You had an interesting interview with some different perspectives. The one quote I thought to be interesting was “I’ve done many things with BYOT…I think that’s the future. Teachers are requiring technology in their classroom, and they don’t have it. Access is important for us, I think”.
I am curious as to what your perspective is on BYOD. Should teachers rely on students brining their own devices to school to use for their learning? What does one do if a student does not have access to their own device and not enough school devices are available to use?
On the other hand, there are other schools that have a 1-1 technology to student ratio. What is your opinion of this? Should student have access to technology for every lesson? Does it get to a point where too much technology is not beneficial?
Teacher J’s comment about relying on students to BYOD was a lament. In our catchment, there are a lot of kids who have tech, but not a lot of changes of clothes or support outside of school. 🙁 We are acutely aware of the issue, it bothers all of us, and we advocate hard for our students. Jenkins (2009) identifies equality of access to technology as one of three major challenges we face in transforming education, so we are not on our own.
In the meantime, what do we do? This is a major dilemma for me as a teacher, but I have come to be quite pragmatic about it; I will get the tech (or what is needed) in whatever way I can (including having a mix of school and personal laptops etc.) while lobbying hard at the admin level or elsewhere for it to be a social spending priority that equips everyone. The semantic all-or-nothing route defaulted to “nothing” for almost a decade before I gave up.
As far as tech being present for every lesson? Only if the pedagogical goal calls for it. I’ve never had the problem of too much technology. I only use what is necessary/available.
Jenkins, H. (2009). Confronting the challenges of participatory culture: Media Education for the 21st century. Cambridge, MA: MIT Press. Retrieved from:https://mitpress.mit.edu/books/confronting-challenges-participatory-culture
Very interesting interview you conducted here. What caught my attention the most were the quotes from Teacher C:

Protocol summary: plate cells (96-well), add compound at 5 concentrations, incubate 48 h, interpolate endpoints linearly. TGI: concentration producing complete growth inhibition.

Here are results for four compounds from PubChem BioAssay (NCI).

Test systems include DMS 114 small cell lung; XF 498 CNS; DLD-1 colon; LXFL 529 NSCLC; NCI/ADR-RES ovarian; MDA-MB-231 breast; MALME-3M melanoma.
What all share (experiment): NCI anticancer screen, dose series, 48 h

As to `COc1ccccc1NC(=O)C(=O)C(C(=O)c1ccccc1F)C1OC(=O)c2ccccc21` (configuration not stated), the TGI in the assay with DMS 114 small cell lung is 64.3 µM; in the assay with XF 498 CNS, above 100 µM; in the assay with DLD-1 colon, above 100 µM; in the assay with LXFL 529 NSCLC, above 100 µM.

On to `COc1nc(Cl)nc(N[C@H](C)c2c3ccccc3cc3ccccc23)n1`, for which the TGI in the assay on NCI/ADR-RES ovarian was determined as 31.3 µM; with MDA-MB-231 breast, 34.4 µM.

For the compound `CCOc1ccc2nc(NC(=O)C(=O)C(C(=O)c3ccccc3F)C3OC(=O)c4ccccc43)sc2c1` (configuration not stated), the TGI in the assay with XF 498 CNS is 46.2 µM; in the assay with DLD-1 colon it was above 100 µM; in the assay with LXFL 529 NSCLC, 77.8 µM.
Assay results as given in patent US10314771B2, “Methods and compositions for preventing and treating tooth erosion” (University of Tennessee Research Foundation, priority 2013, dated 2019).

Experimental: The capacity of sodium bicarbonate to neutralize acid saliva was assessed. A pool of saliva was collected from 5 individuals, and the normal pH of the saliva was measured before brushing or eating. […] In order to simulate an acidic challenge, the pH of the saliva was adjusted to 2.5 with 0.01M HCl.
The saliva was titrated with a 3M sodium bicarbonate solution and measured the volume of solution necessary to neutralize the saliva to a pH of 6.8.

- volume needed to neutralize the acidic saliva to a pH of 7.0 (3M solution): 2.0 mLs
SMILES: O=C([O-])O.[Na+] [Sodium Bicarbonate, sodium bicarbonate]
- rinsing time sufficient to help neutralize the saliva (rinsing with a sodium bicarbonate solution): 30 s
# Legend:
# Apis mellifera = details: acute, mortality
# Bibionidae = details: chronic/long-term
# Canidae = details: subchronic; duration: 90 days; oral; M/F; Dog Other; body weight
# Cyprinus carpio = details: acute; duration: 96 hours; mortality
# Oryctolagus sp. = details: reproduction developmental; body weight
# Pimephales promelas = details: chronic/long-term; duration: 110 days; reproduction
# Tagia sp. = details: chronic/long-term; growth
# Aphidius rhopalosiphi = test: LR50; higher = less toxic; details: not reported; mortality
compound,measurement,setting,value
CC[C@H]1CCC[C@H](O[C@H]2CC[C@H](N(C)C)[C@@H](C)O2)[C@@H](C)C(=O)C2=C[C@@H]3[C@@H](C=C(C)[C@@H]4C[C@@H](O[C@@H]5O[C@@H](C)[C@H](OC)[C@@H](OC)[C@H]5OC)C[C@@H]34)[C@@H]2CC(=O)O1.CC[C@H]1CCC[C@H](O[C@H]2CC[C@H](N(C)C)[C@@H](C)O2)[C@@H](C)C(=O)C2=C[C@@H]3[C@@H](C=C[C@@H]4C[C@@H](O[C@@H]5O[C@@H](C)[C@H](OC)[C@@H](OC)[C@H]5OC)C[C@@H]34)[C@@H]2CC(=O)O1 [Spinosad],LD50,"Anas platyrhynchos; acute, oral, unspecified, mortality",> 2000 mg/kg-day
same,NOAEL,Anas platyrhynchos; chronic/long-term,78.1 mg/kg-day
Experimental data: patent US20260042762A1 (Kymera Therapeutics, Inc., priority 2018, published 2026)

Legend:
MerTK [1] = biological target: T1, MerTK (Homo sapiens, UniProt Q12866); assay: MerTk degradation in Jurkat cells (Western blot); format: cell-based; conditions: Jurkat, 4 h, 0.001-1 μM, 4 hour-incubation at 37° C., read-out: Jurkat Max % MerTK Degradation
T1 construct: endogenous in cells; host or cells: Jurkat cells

“[Technology] is any device that allows you to do work either easier, or makes the job easier or more effective.”
“The road blocks I run into are when I want kids to work together and something won’t let them. Invariably that turns out to be institutional restrictions.”
This seems a very contradictory statement they’ve made here. On the one hand, Teacher C believes that technology is supposed to make our lives easier and on the other, they aren’t reliable. So if we refer back to lesson 2.1 (Unpacking Assumptions) what makes good use of technology ?
Sorry I missed you by a few days–I’m still working out how to receive notifications for posts!
I agree, this looks like a contradiction. On the other hand, if I have an awesome power saw, but the power keeps going out, it is not the poor design of the saw that needs to be addressed. Rather, it is the household wiring, breaker assignment, or some other power issue. I think this is true with tech as well. Teacher C’s wish for the future (later in the interview) is exactly that; give me reliable access to the tech that has already been demonstrated to work in better supported environments. The weak link, ultimately, is the lack of investment in infrastructure. Super frustrating.
So, it is true, good use of technology is difficult to sustain or support in our current environment. Sometimes it is worse than using no tech at all! But lets fix the support, not the tech. I’m hopeful for the future of our district.